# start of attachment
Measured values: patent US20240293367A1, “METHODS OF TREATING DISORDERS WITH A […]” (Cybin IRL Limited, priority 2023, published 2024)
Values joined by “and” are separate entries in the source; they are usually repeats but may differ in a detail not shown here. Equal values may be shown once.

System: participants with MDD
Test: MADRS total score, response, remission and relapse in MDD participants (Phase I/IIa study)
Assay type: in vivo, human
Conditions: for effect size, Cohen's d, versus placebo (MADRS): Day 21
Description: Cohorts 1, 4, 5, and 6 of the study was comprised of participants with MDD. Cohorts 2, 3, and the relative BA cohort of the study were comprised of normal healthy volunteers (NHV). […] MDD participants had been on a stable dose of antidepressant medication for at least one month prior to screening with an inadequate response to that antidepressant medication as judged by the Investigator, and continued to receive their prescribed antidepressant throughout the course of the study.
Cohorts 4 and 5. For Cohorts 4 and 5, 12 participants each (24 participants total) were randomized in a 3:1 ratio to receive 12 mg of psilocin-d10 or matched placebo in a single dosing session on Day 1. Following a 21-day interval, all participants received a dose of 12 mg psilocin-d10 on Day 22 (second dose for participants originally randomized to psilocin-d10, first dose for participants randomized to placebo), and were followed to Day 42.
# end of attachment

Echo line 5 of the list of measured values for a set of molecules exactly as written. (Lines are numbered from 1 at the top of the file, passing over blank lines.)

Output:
Assay type: in vivo, human